by Anne Lang Bundy
'Now see that I, even I, am He,
And there is no God besides Me;
I kill and I make alive; I wound and I heal;
Nor is there any who can deliver from My hand.
~ Deuteronomy 32:39 (NKJV)
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[In praying for healing], should we really be demanding our way, thinking we know what is best? Or should we strive to learn whatever lessons are hidden in the sickness and trials we may be going through? [I’ve been] told that because healing was not granted, the prayers ... were not earnest, fervent, or persistent enough. ~ Hannah Meyer
The short answer? Ask in faith without presuming upon God's answer. But there's a mighty fine line between faith in God's perfect will and presumption of God's sovereign will.
It's been explained this way: Between God’s perfect will and God’s sovereign will is the place to exercise human free will.
If you ask ten theologians to explain the intersection between divine will and human free will, you'd likely get eleven answers. I won't pretend that I can best them or that I have all the answers. Today's question falls into the category of my adequate but imperfect understanding, and that's what I'll share.
Almighty God does not allow human will to trespass His sovereign will. But God’s perfect will requires our cooperation. If we walk closely with Him so that we understand His will in a situation, if we rely upon Him so that He empowers us, and if we are submitted to His Spirit so that He has His perfect will—then we will experience His best.
There are a lot of ‘ifs’ and a lot of yielding that must occur for us to obtain God’s perfect will in our lives. We are nonetheless assured that we will not fall short of His sovereign will and promises.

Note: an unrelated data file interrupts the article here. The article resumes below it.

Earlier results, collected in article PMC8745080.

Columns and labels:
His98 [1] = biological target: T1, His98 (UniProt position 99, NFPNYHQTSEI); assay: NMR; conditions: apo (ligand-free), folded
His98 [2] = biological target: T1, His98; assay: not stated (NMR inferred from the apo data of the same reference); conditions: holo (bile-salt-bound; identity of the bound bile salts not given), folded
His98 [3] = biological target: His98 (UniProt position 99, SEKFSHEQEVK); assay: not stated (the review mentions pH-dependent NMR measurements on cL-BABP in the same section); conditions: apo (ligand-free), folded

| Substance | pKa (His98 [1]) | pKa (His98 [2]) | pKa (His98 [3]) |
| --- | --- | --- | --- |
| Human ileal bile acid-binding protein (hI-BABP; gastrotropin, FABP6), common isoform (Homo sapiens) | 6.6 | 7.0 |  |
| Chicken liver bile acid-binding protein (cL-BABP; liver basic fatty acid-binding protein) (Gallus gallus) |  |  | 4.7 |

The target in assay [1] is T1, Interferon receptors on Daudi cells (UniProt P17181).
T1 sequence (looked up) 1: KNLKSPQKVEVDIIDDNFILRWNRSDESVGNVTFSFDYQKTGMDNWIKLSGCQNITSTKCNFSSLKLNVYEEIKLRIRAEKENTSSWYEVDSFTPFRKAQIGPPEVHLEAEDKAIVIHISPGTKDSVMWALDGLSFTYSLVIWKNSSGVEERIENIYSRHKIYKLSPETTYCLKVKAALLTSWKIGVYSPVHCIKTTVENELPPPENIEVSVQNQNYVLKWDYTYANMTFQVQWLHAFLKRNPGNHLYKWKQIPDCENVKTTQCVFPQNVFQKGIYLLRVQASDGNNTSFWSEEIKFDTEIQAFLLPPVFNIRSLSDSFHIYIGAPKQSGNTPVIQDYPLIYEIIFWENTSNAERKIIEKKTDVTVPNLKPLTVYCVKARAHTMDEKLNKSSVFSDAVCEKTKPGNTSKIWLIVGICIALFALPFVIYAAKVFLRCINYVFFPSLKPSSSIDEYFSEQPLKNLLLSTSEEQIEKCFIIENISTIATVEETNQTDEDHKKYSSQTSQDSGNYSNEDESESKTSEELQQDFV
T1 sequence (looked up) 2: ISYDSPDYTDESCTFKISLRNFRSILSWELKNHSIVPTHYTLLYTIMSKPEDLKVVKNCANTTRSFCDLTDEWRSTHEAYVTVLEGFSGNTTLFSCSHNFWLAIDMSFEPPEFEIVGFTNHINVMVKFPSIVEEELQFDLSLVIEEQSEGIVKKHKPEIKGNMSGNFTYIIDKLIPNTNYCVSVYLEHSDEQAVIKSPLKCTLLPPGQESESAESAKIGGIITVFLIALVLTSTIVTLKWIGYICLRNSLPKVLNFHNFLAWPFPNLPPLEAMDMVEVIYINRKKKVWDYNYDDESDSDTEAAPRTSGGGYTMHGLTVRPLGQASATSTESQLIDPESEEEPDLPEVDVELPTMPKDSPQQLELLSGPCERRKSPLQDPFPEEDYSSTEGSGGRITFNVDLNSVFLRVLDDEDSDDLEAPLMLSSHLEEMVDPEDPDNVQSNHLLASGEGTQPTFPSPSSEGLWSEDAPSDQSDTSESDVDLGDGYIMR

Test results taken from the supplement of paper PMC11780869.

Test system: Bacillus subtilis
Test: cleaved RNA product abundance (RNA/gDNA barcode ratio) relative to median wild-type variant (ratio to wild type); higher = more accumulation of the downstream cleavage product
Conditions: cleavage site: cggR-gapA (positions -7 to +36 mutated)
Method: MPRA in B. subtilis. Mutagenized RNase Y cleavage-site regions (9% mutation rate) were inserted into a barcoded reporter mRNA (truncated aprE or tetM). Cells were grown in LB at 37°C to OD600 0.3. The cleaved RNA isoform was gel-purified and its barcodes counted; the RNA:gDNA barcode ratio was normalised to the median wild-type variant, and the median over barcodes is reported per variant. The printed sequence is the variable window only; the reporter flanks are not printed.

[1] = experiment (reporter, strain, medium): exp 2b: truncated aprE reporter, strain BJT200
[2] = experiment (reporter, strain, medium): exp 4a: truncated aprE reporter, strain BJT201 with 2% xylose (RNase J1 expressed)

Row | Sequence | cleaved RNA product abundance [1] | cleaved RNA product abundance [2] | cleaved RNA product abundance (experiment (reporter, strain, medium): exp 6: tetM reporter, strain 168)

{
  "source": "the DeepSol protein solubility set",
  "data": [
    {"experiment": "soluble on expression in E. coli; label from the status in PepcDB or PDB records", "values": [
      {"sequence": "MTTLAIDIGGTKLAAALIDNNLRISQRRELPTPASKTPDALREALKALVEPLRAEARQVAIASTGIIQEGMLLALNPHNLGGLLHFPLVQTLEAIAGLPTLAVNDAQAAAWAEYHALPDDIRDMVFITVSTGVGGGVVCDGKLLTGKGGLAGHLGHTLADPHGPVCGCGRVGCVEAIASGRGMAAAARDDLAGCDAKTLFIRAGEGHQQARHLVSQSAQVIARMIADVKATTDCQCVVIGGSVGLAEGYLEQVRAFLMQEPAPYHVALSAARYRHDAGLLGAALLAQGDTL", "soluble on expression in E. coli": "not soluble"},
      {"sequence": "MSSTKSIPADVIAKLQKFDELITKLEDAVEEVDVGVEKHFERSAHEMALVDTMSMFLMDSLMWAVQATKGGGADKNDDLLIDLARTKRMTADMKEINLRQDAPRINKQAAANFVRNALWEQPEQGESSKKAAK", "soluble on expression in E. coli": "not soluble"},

Prayer is an opportunity to cooperate with God’s perfect will and seek to obtain His best while still acknowledging His sovereign will.
I beseech you therefore, brethren, by the mercies of God, that you present your bodies a living sacrifice, holy, acceptable to God, which is your reasonable service. And do not be conformed to this world, but be transformed by the renewing of your mind, that you may prove what is that good and acceptable and perfect will of God.
~ Romans 12:1-2 (NKJV)
Those who belong to Jesus Christ are assured of healing. But we are not assured of when it will occur, or if it will occur at all before we are resurrected.
Jesus spoke of "sickness unto death" because death and therefore sickness are a continued part of our existence for now. If sickness is a means of testing or character building, it may be healed when those are achieved—or it may be the Lord's intent that it continue throughout life (as was the case with the apostle Paul). When injury or sickness exists as a direct result of our actions—whether spiritual, emotional or physical—perhaps it will be healed when those conditions cease. If sickness exists for the purpose of glorifying God, it may be that miraculous healing is ours for the asking.
For more information on the reasons for sickness, see "Your Healer."
A similar question was previously answered in the post "Why Pray."
© 2010 Anne Lang Bundy
Image source: sacredpursuit.com